Our Rabbis taught: The writing under a painting or an image11 may not be read on the Sabbath. And as for the image itself, one must not look at it even on weekdays, because it is said, Turn ye not unto idols.12 How is that taught? - Said R. Hanin: [Its interpretation is,] Turn not unto that conceived in your own minds.13
A MAN MAY CAST LOTS WITH HIS SONS, etc. Only with his sons and household, but not with strangers:14 what is the reason? As Rab Judah said in Samuel's name. For Rab Judah said in Samuel's name: The members of a company who are particular with each other15 transgress [the prohibitions of] measure, weight, number, borrowing and repaying on the Festival,16
(1) He may find too many names on the list and erase some before instructing his servant to invite the guests.
(2) Secular documents.
(3) If the list is high up.
(4) V. supra 11a. Though he could not reach the lamp to tilt it; hence the same reasoning applies here.
(5) No one is likely to think that since he may read something written on a wall he may also read business documents.
(6) I.e., how many guests shall be placed at the top of the table - 'within' the privileged circle - and how many at the bottom - 'without'.
(7) Lest he see uneven locks of hair and trim them
(8) While he goes for a pair of scissors.
(9) That it is the Sabbath.
(10) Its edge being sharpened. Now the first Tanna forbids all mirrors, drawing no distinctions; whilst R. Meir does draw a distinction. That is similar to the matter just debated
(11) I.e., the written legend beneath a picture.
(12) Lev. XIX, 4.
(13) Tosaf.: the interdict is only against images (or perhaps statues - Jast.) made for idolatrous purposes, but others are permitted.
(14) For otherwise the Tanna would simply teach, A MAN MAY CAST LOTS.
(15) I.e., members of a company at one table, each of whom has his own provisions, and when one borrows from another, are particular to weigh, measure, or count, that the exact quantity may be returned.
(16) On Festivals one may borrow from his neighbour. but not by weight, measure or number. Likewise, he may not use the terms 'lend' and 'repay'. for these belong to monetary transactions. When members of a company are particular with each other, they are likely to be led into a transgression of these prohibitions.
Talmud - Mas. Shabbath 149b
and according to Beth1 Hillel, usury too.2 If so, the same applies to his sons and household? - As for his sons and household, this is the reason, as Rab Judah [said] in Rab's name. For Rab Judah said in Rab's name: One may lend to his sons and household on interest, in order to give them experience thereof.3 If so, a large portion [set off] against a small portion [should be permitted] too? - That indeed is so, and there is a lacuna, while it is thus taught: 'A MAN MAY CAST LOTS FOR HIS SONS AND HOUSEHOLD FOR THE TABLE, even [setting] a large portion against a small portion'. What is the reason?- As Rab Judah['s dictum] in Rab's name. Yet only for his sons and household, but not for strangers. What is the reason? - As Rab Judah['s dictum] in Samuel's name. [Further, 'setting] A LARGE PORTION AGAINST A SMALL PORTION is forbidden even on weekdays in the case of strangers'. What is the reason? - On account of gambling.4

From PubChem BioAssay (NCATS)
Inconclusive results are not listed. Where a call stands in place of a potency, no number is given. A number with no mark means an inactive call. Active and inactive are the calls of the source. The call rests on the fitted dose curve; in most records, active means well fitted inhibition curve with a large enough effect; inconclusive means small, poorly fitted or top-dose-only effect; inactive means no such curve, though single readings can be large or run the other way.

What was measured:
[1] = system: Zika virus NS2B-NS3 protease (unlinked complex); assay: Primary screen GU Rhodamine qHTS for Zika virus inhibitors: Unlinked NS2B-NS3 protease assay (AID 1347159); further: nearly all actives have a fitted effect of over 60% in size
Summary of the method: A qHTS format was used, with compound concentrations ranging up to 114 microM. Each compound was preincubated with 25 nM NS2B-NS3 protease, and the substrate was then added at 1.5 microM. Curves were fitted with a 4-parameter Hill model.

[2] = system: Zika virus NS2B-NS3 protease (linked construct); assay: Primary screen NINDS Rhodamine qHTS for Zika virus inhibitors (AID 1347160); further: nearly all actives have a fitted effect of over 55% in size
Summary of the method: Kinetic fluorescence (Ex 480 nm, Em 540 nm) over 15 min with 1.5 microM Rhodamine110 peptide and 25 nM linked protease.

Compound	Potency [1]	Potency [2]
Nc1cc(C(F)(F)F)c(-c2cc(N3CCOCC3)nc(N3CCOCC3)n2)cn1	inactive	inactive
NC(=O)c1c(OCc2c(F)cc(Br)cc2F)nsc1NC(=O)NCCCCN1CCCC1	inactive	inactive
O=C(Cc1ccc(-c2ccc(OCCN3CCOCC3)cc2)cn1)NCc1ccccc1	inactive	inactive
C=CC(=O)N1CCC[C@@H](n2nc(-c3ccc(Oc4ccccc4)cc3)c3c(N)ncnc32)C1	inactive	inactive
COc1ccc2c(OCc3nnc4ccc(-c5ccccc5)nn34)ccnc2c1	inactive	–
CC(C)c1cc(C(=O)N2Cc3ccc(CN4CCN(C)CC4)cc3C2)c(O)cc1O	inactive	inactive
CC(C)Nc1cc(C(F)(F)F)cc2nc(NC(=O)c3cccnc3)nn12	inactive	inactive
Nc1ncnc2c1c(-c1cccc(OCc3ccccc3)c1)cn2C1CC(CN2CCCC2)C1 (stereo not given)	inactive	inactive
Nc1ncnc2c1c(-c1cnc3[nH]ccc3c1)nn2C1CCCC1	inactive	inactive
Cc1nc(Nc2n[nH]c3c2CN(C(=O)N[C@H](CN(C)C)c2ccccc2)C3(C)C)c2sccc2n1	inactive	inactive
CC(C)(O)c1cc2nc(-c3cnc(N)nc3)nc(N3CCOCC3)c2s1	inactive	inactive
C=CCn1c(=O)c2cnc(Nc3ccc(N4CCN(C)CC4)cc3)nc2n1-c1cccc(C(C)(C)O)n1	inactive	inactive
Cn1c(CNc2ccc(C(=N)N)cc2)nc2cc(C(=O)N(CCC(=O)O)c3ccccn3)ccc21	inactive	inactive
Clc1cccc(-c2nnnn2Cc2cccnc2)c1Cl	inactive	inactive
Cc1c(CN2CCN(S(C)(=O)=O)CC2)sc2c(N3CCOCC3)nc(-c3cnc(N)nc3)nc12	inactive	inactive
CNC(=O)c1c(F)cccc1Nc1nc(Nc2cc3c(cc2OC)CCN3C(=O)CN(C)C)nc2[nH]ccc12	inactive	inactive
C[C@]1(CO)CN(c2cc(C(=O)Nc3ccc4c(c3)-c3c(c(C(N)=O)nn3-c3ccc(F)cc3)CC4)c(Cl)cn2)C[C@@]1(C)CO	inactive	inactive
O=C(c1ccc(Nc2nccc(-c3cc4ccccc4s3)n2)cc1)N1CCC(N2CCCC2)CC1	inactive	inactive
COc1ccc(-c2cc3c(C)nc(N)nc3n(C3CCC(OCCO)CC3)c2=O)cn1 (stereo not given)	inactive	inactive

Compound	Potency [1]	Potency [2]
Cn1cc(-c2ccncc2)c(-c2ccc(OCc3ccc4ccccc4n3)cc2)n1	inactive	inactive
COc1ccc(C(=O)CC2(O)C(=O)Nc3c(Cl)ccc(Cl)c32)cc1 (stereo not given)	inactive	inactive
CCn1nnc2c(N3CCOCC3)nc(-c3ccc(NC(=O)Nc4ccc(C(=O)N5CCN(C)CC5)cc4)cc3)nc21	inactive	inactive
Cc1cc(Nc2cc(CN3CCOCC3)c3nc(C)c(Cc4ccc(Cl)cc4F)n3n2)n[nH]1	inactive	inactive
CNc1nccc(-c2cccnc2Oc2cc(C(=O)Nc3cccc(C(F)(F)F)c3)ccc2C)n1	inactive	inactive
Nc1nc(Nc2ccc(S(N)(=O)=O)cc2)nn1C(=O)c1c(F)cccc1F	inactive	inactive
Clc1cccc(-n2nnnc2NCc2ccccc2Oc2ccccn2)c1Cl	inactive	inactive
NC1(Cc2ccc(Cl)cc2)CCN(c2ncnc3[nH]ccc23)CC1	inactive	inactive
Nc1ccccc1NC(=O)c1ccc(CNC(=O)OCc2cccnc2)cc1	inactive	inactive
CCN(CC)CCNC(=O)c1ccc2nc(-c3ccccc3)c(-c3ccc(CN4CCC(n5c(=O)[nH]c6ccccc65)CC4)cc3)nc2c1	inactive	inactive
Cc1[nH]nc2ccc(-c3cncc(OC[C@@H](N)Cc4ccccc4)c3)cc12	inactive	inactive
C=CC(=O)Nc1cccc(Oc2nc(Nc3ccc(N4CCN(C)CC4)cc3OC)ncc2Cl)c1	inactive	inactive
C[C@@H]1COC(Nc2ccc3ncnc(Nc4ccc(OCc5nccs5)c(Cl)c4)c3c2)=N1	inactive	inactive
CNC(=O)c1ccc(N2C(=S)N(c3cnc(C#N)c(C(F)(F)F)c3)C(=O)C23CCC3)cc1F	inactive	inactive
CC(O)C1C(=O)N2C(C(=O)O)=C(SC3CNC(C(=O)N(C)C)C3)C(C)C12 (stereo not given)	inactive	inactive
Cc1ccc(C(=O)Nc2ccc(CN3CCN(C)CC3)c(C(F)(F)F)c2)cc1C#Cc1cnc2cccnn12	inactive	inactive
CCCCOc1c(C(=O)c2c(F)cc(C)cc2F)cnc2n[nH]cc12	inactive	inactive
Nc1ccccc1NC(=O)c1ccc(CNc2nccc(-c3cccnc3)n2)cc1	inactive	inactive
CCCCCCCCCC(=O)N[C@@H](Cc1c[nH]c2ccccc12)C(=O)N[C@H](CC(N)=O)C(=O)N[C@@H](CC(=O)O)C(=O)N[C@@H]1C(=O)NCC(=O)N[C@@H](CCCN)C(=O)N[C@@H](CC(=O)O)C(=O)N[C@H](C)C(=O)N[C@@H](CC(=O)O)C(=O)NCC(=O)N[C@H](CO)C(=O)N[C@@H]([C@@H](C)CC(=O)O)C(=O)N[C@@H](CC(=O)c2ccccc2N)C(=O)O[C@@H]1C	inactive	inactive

AND [PRIESTS] MAY CAST LOTS FOR, etc. What does BUT NOT FOR THE PORTIONS mean? - Said R. Jacob the son of the daughter of Jacob: But [one must not cast lots] for the portions of weekday [sacrifices] on the Festivals. That is obvious? You might argue, since it is written, for thy people are like the Priests that quarrel,5 even the portions of weekdays too:6 therefore he informs us [that it is not so].
R. Jacob son of Jacob's daughter also said: He through whom his neighbour is punished is not permitted to enter within the barrier [precincts] of the Holy One, blessed be He. How do we know this? Shall we say, because it is written, And the Lord said, Who shall persuade Ahab, that he may go up and fall at Ramoth-gilead? And one said on this manner; and another said on that manner. And there came forth a spirit and stood before the Lord, and said, I will persuade him. And he said, I will go forth and be a lying spirit in the mouth of all his Prophets. And he [the Lord] said, Thou shalt entice him, and shalt prevail also: go forth, and do so.7 Now we discussed, What spirit is meant? And R. Johanan answered: The spirit of Naboth the Jezreelite.8 And what does 'go forth' mean? Said Rab, Go forth from within My precincts!9 But perhaps there this is the reason, [viz.,] because it is written, He that speaketh falsehood shall not be established before mine eyes?10 Again, [if] it is derived from here: Thou art filled with shame for glory: drink thou also, and be as one uncircumcised, etc.;11 and it is maintained: 'Thou art filled with shame for glory' refers to Nebuchadnezzar: [whilst] 'drink thou also and be as one uncircumcised', refers to Zedekiah,12 - one [objection] is that the whole verse is written in reference to Nebuchadnezzar;13 and further, what could the righteous Zedekiah have done to him, for Rab Judah said in Rab's name: When that wicked man [Nebuchadnezzar] wished to do thus to that righteous man [Zedekiah]. etc.?14 Rather [it follows] from this: Also to punish the righteous is not good.15 Now, 'is not good' can mean nought but [that he is] evil,16 and it is written, For thou art a God that hath no pleasure in wickedness, evil shall not sojourn with thee, [which means,] Thou art righteous, therefore evil shall not sojourn in thy habitation.17
How is it implied that HALASHIM18 connotes lots? - Because it is written, How art thou fallen from heaven, O day star, son of the morning! How art thou cut down to the ground thou holesh [who didst cast lots]19 over the nations, etc.20 Rabbah son of R. Huna said: This teaches that he [Nebuchadnezzar] cast lots over the royal chiefs21 to ascertain whose turn22 it was for pederasty. And it is written, All the kings of the nations, all of them, [sleep in glory. etc.].23 R. Johanan said: That means that they rested from pederasty.24